Shocktoberfest Enlivens UCI

Sandra Lee | Staff Photographer

Sandra Lee | Staff Photographer
Juicy J checks out a sea of fans during Three 6 Mafia’s performance.

The air outside of the Bren Events Center smelled of sweat, weed and booze. Tens of thousands gathered to witness Shocktoberfest and its two headliners, Matt Costa and Three 6 Mafia.
The booths outside the Bren that lined Mesa Road from göt2b, Cielo Yogurt, Red Bull and various other companies were handing out free goods to students while Low vs. Diamond mixed some background beats. These freebies included frozen yogurt, photos, Red Bull energy drinks, hair products, cups and t-shirts.
Finally, students began to line up amongst the strobe light-illuminated trees outside the center. One could tell that the crowd was pumped as it was pushing and pulling its way into the Bren. Once in, each student was given a choice: mosh pit or bleachers?
Originally, the mosh pit seemed ideal, but after getting stepped on by a girl in heels, grabbed by two incoherently drunk guys and nearly thrown into the center of a fight, the serenity of the bleachers seemed so much more appealing. Keep in mind that this madness was set to the mellow tunes of Matt Costa’s performance. Imagining the insanity of Three 6 Mafia, pushing through the crowd to sit down was a better idea.
Costa and his band members took the stage, beginning with his most popular song, “Long December.” His calming voice, warm sound and articulate lyrics dominated the performance while some students grabbed their cell phones to record video footage.
Costa’s performance continued, with mixed feelings from the audience. While his singing was in key and his band was on spot, the majority of people were not there to listen to his soothing voice hang over licks on an acoustic guitar. They wanted bass. They wanted volume. They wanted Three 6 Mafia.
However, after ASUCI sports videos and some basketball competitions, Kaba Modern took the stage, leaving few disappointed. The group pulled together an amazing performance and prepared the spectators for the madness that was to ensue.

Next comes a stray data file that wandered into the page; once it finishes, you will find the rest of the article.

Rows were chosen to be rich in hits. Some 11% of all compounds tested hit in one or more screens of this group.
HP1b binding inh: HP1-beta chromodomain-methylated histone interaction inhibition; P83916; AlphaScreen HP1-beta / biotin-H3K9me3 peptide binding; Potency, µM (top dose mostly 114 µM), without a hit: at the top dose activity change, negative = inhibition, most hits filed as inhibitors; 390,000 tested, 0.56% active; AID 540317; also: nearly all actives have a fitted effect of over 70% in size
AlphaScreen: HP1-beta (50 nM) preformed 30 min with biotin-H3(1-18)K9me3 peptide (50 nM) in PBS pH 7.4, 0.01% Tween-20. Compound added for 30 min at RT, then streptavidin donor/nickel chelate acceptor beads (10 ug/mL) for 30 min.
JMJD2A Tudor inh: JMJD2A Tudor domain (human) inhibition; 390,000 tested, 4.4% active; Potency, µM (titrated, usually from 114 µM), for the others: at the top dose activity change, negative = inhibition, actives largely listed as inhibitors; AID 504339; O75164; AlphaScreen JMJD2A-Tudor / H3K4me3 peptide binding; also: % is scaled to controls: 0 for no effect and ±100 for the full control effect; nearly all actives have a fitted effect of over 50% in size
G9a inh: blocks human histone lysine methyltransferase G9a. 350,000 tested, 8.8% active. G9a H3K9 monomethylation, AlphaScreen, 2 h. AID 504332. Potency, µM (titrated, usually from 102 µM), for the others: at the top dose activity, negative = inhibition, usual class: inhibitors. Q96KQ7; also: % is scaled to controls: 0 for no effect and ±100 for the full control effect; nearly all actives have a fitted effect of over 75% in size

After the last elongated, random competition, DJ Paul and Juicy J of Three 6 Mafia took the stage.
Kicking it off with the hit “Dough Boy Fresh,” Mafia busted out the rhymes as the audience went crazy. The synchronized movement of the masses’ arms was almost as hypnotizing as DJ Paul and Juicy J jumping around.
Alhough it seemed as though the audience was enjoying itself, people later ranted that the pit was far too male-dominated, as most girls were too intimidated by the rowdiness.
Dark beats, gritty, provocative lyrics and humor were the base of Three 6 Mafia’s performance. Though dancing to the majority of the duo’s songs, students seemed even more entertained by Three 6’s audience polls such as, “How many of ya like smokin’ weed? How many of ya like havin’ sex?” The answer? A lot.
While most were having fun, there were many students who seemed offended by the raunchy lyrics and jokes made by the group. Not everyone could stomach words like “I like having sex but I’d rather get some head.”
Although Three 6 Mafia’s performance was strong for most fans, it only played about a minute of each song before cutting it off with an explosive sound-effect and moving on to another song.
Despite this, the biggest hit of the night was the popular “Loli Loli (Pop That Body)” to which even the most conservative fans got up and danced. After a final segment that concluded with “Stay Fly,” Mafia left the stage while everyone ran outside to the after-party, Aftershock.
The “club-inspired” Aftershock, however, was a disappointment to most. While the music was danceable, the energy was lacking and many students chose instead to either hit another fraternity party or get food at the University Town Center.
In the end, it was clear that Shocktoberfest 2008 was as fun as people made it. The performances were solid and there was something for everyone at the concert. Students were given everything needed to have a great night – free food, music, dancing, contests and sports. It just depended on what they made of it.